And all funded by the generosity of the great British public and a small charity that until now few had ever heard of. Based in Warwick, NHS Charities Together has a full-time staff of three, with its most recent accounts showing an annual income of just £270,000.
This year, that figure could exceed £100million. Indeed, given the speed in which cash is pouring into its coffers – Hugh Grosvenor, The Duke of Westminster, Prince George’s godfather, donated £12.5 million from his personal fortune – there’s every chance that in the space of a month it could be transformed into one of the best-funded charities in the country.
Because it seems that everyone – from OAPs to peers of the realm – want to help it. For starters, who hasn’t heard of the heroic efforts of 99-year-old Captain Tom Moore? The World War II veteran set out to raise £1,000 by walking 100 lengths of his garden to mark his 100th birthday.
By last night nearly a million well-wishers across the world had donated around a staggering £20million. The Duke of Westminster’s donation followed a similar sum from Julia and Hans Rausing, the Tetrapak billionaire and his wife.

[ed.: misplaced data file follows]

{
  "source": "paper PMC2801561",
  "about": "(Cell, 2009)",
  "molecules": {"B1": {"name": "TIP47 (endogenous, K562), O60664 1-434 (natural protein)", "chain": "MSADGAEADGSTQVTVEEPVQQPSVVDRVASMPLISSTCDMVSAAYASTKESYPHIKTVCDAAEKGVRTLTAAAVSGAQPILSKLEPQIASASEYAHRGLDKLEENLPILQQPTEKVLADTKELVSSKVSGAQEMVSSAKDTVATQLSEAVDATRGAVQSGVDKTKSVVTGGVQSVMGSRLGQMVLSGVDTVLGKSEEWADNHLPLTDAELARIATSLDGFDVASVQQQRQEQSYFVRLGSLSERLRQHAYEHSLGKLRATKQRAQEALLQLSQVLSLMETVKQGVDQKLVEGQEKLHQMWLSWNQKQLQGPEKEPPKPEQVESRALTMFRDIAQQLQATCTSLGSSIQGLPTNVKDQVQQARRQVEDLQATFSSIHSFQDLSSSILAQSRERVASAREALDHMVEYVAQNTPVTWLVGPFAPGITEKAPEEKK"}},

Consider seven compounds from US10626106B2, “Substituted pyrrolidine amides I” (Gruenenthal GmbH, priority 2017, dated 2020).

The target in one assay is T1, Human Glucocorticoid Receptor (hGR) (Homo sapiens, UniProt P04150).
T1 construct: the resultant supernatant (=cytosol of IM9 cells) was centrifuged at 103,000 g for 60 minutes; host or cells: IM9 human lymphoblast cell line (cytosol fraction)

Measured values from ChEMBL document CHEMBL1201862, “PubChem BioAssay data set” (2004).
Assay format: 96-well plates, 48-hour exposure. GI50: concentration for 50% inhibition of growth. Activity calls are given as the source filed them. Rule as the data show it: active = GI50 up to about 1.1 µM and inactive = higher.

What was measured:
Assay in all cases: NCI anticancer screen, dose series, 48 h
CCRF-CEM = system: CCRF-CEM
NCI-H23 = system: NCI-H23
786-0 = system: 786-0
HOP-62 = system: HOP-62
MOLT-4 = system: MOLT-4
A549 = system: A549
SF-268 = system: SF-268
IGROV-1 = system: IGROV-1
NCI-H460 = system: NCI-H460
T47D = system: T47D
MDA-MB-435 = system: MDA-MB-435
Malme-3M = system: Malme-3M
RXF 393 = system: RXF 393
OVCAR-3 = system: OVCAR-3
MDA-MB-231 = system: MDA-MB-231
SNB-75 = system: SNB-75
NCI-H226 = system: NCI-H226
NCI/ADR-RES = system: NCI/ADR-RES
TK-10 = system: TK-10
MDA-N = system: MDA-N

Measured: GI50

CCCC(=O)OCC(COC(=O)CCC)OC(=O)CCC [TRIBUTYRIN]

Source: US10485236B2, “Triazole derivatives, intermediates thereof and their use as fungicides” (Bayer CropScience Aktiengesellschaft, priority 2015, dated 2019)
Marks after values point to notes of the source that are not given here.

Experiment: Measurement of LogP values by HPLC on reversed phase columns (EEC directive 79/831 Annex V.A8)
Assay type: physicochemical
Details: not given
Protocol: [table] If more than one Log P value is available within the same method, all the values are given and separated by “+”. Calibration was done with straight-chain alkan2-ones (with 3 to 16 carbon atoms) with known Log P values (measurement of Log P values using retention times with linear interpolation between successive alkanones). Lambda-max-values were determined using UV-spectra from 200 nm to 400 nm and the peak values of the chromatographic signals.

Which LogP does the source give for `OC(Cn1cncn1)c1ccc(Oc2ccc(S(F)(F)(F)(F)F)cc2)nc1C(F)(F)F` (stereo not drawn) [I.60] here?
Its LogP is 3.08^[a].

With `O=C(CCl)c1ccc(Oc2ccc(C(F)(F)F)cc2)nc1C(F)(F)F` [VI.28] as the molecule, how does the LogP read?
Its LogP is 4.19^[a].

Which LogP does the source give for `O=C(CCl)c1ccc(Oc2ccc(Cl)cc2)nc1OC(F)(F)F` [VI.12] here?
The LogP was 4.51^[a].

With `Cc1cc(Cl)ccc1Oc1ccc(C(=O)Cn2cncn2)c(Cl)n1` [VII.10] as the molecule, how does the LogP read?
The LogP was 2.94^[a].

Others to donate include Premiership footballers and betting companies – £2.6million in losing bets from a ‘virtual’ Grand National were donated to the cause. As for individual contributions from ordinary members of the public, the sums are equally eyewatering.
On the online platform Virgin Money Giving almost £28million had last night been pledged to the NHS Charities Together Covid-19 Urgent Appeal. Taken together, it means that the charity’s fundraising effort has already raised £67million.